In Russia and China, large state-sponsored agencies manage social media manipulation campaigns, developing them as components in actual combat doctrine. Swarms of bots manipulate conversation and disrupt activists in a growing number of states including Syria, Mexico, Turkey, and the United States, to name a few. "Growth hacking" tactics borrowed from the startup world are helping to promote the spread of an ISIS-developed Android app. The Israeli military is active on 30 social media platforms in six different languages, and in April, the British army created a brigade of "Facebook warriors" responsible for "non-lethal warfare," drawing together "a host of existing and developing capabilities essential to meet the challenges of modern conflict and warfare."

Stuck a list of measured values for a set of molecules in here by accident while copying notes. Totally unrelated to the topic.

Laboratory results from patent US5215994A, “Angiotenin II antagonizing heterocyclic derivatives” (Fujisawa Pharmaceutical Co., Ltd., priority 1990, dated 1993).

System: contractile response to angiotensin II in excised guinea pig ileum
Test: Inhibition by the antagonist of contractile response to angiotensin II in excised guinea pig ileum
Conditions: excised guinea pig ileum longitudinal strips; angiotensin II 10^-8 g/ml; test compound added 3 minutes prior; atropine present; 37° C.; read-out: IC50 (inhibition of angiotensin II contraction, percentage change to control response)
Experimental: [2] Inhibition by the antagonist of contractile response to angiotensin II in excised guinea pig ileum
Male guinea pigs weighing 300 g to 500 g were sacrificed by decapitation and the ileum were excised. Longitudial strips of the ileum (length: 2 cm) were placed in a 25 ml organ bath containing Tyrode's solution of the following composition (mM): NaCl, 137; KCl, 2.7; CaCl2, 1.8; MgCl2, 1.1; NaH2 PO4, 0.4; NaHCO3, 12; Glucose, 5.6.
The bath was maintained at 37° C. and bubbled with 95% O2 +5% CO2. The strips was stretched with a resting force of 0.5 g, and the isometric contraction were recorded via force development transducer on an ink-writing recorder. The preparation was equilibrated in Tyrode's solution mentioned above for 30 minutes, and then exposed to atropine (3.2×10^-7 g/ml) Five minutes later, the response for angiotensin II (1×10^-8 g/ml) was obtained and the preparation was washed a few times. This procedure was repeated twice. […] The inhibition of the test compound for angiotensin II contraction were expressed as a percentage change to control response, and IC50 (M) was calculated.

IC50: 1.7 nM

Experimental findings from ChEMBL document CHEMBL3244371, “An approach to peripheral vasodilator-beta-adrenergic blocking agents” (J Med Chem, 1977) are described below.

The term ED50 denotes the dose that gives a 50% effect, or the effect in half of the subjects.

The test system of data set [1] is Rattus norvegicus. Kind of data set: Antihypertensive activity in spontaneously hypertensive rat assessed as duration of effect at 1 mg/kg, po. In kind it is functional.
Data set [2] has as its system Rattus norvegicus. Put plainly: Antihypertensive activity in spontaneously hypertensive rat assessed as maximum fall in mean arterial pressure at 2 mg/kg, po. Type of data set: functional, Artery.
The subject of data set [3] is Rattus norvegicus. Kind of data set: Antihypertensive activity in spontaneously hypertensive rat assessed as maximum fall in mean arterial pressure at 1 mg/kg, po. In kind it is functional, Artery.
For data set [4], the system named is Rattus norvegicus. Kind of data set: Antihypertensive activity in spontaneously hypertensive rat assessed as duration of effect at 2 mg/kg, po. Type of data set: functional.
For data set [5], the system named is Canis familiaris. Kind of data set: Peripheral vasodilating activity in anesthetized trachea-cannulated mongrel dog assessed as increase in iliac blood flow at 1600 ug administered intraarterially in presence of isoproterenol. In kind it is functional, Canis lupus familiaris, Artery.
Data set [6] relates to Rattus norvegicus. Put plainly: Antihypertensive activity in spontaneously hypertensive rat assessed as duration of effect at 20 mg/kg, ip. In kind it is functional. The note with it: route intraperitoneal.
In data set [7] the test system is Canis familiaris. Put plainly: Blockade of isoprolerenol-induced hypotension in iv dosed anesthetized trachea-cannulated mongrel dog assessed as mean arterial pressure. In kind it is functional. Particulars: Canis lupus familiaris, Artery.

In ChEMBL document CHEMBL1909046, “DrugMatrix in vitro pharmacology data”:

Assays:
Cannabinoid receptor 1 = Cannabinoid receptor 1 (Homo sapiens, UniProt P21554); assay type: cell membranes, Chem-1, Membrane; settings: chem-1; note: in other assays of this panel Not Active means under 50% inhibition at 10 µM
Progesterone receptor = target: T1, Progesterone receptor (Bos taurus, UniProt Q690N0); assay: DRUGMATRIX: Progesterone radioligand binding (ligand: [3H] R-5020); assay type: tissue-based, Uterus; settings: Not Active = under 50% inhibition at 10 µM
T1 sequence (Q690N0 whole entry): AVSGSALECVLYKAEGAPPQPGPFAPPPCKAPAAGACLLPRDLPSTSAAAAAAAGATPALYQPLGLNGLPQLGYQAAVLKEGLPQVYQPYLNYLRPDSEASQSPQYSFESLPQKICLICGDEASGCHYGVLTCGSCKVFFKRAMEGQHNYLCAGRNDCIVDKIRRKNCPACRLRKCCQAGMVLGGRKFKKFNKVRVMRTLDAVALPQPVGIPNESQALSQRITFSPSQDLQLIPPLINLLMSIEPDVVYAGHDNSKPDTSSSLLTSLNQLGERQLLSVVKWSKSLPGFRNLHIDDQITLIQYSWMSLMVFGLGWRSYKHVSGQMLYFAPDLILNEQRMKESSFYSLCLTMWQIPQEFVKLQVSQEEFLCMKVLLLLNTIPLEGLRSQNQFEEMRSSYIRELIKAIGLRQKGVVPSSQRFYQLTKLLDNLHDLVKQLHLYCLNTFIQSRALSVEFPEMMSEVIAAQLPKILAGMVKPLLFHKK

In April 2014, the Associated Press revealed a sham social platform launched with the intention of destabilizing the Castro regime through subtle algorithmic manipulation. These techniques compliment an already robust trade in for-hire Wikipedia manipulation and fake Twitter followings.